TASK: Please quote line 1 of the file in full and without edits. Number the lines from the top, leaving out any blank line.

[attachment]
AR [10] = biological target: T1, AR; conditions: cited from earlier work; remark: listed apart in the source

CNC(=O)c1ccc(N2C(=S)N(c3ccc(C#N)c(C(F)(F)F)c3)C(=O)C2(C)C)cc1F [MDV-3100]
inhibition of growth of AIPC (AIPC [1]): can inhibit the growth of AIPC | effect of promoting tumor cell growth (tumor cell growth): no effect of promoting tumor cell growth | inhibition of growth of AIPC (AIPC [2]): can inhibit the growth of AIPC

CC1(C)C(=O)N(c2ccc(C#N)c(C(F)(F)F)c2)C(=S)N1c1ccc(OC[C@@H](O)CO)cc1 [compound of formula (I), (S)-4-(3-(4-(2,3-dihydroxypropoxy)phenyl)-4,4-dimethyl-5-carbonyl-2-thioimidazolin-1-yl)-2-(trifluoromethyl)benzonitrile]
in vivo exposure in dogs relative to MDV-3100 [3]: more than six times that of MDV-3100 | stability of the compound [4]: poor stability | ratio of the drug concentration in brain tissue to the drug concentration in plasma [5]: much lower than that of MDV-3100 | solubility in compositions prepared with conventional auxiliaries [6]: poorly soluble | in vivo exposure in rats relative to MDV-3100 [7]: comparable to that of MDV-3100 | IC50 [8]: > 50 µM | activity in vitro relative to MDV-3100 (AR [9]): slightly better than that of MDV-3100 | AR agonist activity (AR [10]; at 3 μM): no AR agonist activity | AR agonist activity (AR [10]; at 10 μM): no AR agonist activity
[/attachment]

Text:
AR [10] = biological target: T1, AR; conditions: cited from earlier work; remark: listed apart in the source